knight

Finding Inspiration: How A Broken Tomb Inspired a Book

‘A picture paints a thousand words’ they say, but I say, why stop at a thousand? I wrote a 5-book series off the back of one image. OK, so it wasn’t a painting, or even a picture. The inspiration for Mortal Fire came from a broken tomb.

I can’t remember where I first saw him, or even his name. I’m not even sure whether his name survived down the long centuries since his image was captured in stone. There he lay, frozen in time – a knight in full armour – his monument to be read like a book. Minute traces of pigment remained trapped in the detail of his sword belt and in the fur of the dog at his feet. His hands, steepled in prayer, spoke of his hope of redemption after death, his collar his affinity in life.

I have seen many such effigies over the years of visiting churches that have become the unintended guardians of the past. Each tells its own story. Whatever we were intended to read from such graceful piety, the dignity of his composure, the emblems of duty, this had a postscript. And it shocked me to my core.

At some point long after the man’s entombment, someone had taken a chisel to his face. It was no accident, nor an act of mindless vandalism. This was a deliberate attempt to erase the man’s identity, his story, his legacy. What struck me on that day as I lingered at his side, was a question in two parts:

  • What had this man done or what did he represent to provoke such a violent response?
  • Who was the umknown person who desecrated the tomb and why?

It was from considering these unknowables that the concept behind The Secret of the Journal series was created so many years later. Although the period in which my protagonist, Emma D’Eresby, was cheifly interested bracketed the English Civil War, the devastating events of that time could have happened in any era. Ignorance breeds mistrust – mistrust, fear – fear, reaction. We see it all the time throughout history; we see it now. The Secret of the Journal goes one step further in its question: what happens when the past and present collide?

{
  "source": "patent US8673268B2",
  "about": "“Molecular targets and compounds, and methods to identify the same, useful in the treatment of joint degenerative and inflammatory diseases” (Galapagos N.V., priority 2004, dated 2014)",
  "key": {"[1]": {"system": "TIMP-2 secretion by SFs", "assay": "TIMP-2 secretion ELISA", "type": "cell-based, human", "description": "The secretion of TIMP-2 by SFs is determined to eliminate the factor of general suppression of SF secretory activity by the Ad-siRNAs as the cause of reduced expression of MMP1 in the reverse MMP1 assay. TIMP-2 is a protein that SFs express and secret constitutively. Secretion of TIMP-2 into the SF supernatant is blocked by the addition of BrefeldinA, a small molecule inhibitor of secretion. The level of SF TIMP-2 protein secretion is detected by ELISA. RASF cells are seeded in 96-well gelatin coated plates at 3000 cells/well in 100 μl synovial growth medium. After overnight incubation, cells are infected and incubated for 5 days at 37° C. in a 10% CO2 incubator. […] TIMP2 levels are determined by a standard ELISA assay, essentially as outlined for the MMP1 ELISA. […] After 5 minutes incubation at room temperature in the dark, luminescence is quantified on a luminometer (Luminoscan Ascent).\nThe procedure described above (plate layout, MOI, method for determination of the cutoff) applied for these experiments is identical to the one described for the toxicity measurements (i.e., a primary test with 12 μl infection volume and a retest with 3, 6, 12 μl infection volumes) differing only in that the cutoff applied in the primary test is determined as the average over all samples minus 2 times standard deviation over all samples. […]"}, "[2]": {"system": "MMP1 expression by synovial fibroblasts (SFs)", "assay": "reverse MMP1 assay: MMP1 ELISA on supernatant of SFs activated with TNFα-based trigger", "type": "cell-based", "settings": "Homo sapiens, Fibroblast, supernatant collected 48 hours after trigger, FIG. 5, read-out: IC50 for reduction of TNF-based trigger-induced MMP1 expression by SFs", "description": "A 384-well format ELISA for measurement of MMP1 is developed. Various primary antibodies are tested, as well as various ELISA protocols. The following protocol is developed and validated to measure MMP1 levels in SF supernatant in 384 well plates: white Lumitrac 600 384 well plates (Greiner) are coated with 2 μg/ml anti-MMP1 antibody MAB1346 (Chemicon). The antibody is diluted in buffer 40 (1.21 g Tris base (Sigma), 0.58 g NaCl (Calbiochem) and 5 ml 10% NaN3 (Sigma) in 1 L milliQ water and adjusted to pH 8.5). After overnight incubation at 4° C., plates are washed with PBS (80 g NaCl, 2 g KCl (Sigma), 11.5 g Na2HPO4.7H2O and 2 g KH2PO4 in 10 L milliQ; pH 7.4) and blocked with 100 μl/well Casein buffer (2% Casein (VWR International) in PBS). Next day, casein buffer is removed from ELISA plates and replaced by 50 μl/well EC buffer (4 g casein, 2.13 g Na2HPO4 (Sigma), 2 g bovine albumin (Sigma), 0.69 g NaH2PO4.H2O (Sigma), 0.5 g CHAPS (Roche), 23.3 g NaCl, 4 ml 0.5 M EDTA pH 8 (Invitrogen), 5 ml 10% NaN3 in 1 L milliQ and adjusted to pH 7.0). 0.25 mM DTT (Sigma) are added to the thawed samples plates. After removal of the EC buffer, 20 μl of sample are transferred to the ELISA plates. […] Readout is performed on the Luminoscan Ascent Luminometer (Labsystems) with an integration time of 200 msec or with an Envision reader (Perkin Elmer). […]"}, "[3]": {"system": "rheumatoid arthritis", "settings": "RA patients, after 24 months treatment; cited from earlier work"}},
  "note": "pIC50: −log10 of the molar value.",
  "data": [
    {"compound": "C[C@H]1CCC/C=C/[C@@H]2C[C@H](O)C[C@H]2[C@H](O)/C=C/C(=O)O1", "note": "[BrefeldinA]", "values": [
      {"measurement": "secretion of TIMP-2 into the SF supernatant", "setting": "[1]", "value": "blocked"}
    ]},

I wish I could remember the name of the little medieval church in which the unknown knight lay, or even the corner of England in which I found him. It was a long time ago now. The grass grew lush around the graves in the churchyard, flowers invaded the tumbled stone. I left my knight to rest in peace as he contemplated Heaven ignorant, I hope, of the fate of his legacy, a reminder that history is as much of our present as we are to the people of the future. Those ripples of time continue indefinitely and who knows where they will reach?

Wherever I go and whatever I do, I try to take photographs as a reminder of what I have seen. Although I often fail to make a note of the place (N.B. to self: take a notebook and a pen), the resulting images form a visual reference and the starting point for further research. Sometimes they even become the inspiration for a book. So, have a look through your own photographs and at the people, the places and the things that inspired you to capture them on screen. Now look again and see them as a source of ideas for  your next creation. A picture makes a thousand words.

 

 

Following Breadcrumbs: Tracing Historical People

 

Tickhill Castle, print

 Sir Hugh Hastings, de jure 10th baron Hastings, (c1447 – 7th June, 1488) is one of those tantalising figures that populates C15th English history. We have scant information about the man and I have been unable to trace an image of him. The little we do have leaves a trail of breadcrumbs that leads to notable people and events. We know he was knighted and acted as Sheriff of Yorkshire (1479 – 1480), and that he was also steward of Tickhill castle, near Doncaster, Yorkshire. This is where he enters my orbit of interest.

 
Elsing Hall, Norfolk, built C1470
Son of Sir John Hastings (of Elsing Hall, Norfolk) and Anne Morley, Hugh married Anne Gascoigne (before 12 April 1455). Together they had five sons and six daughters who survived long enough to be named and noted.
 
From the Patent Rolls we gain a little more insight:
On 20th June, 1482, Hugh made a will. Given the date this, presumably, was before leaving with the invasion force to Scotland under the leadership of Richard, Duke of Gloucester.
On 25 May, 1484, Richard of Gloucester – now Richard III – rewarded Hugh Hastings for his services against the rebels in Buckingham’s rebellion. He granted him ‘the manors of Wells, Warham, Sheringham, and Wiveton, Norfolk, worth £101 6s. 7d. a year, to hold, in tail male, by military service, at a rent of £8 16s. 7d. a year.’ (Complete Peerage) What role he played is unknown. 
 
Hugh survived the change of regime in 1485 long enough to die where he was born, in Fenwick, West Yorkshire, on 7th June, 1488.
If time were not an issue, if I had lifetimes to spend on research, it is people such as Hugh Hastings I might choose to study. Theirs is a voice seldom heard.
I am currently working on The Tarnished Crown trilogy, a historical suspense set during the turbulent years of the 15th century in the period we now call The Wars of the Roses. Blood will out.